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Weymouth residents' fury at 'one bin collection in 13 weeks'
ELDERLY residents in Weymouth have slammed their housing provider and the Dorset Waste Partnership after, they claim, their bins were emptied just once in 13 weeks.
Residents of the Green House housing complex on Bedford Road, which only opened three months ago, said the communal bin area where residents put their individual rubbish was too small and was a health hazard due to overflowing rubbish.
There are 20 flats at Green House, which is owned by Synergy housing, part of the Aster Group, and two communal bins and 14 recycling bins are kept in a padlocked compound that requires a code to enter.
Cyrill Gill, 90, a resident in one of the flats, said: “The rubbish is overflowing out of all the bins; it’s all on the floor and the smell is disgusting.
“I am 91 next year and I don’t see why I should take my recycling to Morrisons when I should have the bins where I live.
“We don’t seem to be able to get anything done about it. Everyone is annoyed about it, the stink is terrible.”
Rosalind MacGregor’s flat is next to the bin compound. She said: “We have been here for 13 weeks and they have only emptied the bins once.
“That is not good enough, it is a health hazard. I’m on the ground floor next to the bins and it got to the point where I couldn’t open my windows because the smell was so bad.”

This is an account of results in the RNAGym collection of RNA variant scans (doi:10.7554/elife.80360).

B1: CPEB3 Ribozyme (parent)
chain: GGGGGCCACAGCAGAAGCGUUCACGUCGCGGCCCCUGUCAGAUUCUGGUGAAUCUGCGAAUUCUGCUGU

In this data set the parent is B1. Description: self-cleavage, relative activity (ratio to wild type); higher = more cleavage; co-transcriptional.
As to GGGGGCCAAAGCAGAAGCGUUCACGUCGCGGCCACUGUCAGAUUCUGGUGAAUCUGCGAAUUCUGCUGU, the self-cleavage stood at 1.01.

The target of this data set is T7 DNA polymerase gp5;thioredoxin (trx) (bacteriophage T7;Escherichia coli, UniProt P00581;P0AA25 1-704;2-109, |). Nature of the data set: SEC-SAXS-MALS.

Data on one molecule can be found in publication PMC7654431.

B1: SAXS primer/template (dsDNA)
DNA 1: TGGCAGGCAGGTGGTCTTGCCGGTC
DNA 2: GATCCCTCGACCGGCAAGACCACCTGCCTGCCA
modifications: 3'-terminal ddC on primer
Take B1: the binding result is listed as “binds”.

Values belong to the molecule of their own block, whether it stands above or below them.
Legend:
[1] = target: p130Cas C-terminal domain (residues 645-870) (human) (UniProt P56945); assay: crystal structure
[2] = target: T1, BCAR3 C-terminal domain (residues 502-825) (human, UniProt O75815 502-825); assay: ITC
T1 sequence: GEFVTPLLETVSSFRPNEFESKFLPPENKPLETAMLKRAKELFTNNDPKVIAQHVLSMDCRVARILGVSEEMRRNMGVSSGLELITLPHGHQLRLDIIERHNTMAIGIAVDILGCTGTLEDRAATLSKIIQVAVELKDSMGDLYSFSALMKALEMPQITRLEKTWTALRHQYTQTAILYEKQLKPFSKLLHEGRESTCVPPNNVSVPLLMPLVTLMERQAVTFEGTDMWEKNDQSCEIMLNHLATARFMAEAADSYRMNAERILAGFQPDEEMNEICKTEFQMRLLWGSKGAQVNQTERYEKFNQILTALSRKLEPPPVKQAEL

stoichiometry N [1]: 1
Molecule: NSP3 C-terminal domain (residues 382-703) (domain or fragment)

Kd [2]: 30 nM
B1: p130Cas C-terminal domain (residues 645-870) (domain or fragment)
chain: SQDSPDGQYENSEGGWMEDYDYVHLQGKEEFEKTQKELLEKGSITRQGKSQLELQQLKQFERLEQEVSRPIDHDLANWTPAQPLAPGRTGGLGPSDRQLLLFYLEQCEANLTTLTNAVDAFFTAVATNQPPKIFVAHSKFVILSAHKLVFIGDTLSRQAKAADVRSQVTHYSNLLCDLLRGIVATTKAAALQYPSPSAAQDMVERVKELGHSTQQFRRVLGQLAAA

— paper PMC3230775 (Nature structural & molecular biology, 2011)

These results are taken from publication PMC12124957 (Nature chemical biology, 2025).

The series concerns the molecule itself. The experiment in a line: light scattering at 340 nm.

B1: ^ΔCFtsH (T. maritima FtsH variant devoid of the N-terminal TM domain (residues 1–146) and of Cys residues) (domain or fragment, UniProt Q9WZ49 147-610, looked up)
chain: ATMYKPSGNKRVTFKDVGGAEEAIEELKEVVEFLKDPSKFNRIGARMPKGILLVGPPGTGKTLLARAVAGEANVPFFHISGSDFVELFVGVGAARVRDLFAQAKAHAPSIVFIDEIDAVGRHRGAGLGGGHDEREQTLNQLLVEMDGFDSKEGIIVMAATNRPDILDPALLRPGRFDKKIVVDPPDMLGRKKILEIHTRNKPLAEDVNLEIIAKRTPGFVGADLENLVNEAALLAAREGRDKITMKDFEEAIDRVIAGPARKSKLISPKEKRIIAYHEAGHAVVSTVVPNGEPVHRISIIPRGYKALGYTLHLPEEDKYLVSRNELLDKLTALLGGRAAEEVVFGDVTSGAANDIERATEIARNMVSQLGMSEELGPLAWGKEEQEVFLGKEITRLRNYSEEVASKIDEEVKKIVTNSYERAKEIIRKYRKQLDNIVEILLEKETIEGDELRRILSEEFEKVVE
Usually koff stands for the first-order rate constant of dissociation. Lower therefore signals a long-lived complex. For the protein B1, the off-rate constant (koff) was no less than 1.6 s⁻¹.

Mrs MacGregor also called for more bins at the housing complex.
She said: “There are 20 flats in the development and only two communal bins, we really need four bins. They need to be emptied on a regular basis, once in 13 weeks is a disgrace.”
Rose Malcolm, also a resident in one of the flats, said: “The compound smelt really bad, when I opened the gate I couldn’t believe it. It got to a point where I didn’t want to take my rubbish out, I was keeping it in my kitchen so I didn’t have to go out there. Bags of rubbish were everywhere, on the floor, on top of the bins.
“I don’t know if was rats or seagulls, but it had got everywhere and it was dangerous.”
A spokesman for Aster Group said they had sent workmen to remove the overflowing rubbish earlier this week.
The spokesman said: “Although there were some initial problems with the bin store these issues were quickly resolved and we’ve received no recent reports of them reoccurring.
“Two bins have been allocated for the bin store and regular collections are made from them by Dorset Waste Partnership.
“This is the standard number of bins for a development of this size and should be sufficient for our customers’ needs.”
Karyn Punchard, Dorset Waste Partnership street scene manager, denied the bins had only been emptied once. She said: “To begin with the bin store did not have gates, so we provided a padlock as well as two communal bins, which have been emptied regularly. “We will be talking to Synergy and residents about their needs for recycling and individual bins and will be happy to work with them to resolve any problems that exist.”
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